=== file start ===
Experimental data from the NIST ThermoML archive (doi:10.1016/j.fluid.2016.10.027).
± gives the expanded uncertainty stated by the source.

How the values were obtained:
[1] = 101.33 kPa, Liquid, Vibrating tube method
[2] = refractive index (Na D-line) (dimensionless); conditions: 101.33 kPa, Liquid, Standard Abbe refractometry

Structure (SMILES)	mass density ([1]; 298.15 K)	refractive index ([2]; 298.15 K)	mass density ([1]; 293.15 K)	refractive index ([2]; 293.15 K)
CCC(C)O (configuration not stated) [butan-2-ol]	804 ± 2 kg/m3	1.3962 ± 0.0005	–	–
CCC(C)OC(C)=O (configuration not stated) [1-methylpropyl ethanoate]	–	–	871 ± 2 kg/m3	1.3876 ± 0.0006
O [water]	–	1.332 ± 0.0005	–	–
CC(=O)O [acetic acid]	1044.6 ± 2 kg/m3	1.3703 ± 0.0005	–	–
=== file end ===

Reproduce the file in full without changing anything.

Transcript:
Experimental data from the NIST ThermoML archive (doi:10.1016/j.fluid.2016.10.027).
± gives the expanded uncertainty stated by the source.

How the values were obtained:
[1] = 101.33 kPa, Liquid, Vibrating tube method
[2] = refractive index (Na D-line) (dimensionless); conditions: 101.33 kPa, Liquid, Standard Abbe refractometry

Structure (SMILES)	mass density ([1]; 298.15 K)	refractive index ([2]; 298.15 K)	mass density ([1]; 293.15 K)	refractive index ([2]; 293.15 K)
CCC(C)O (configuration not stated) [butan-2-ol]	804 ± 2 kg/m3	1.3962 ± 0.0005	–	–
CCC(C)OC(C)=O (configuration not stated) [1-methylpropyl ethanoate]	–	–	871 ± 2 kg/m3	1.3876 ± 0.0006
O [water]	–	1.332 ± 0.0005	–	–
CC(=O)O [acetic acid]	1044.6 ± 2 kg/m3	1.3703 ± 0.0005	–	–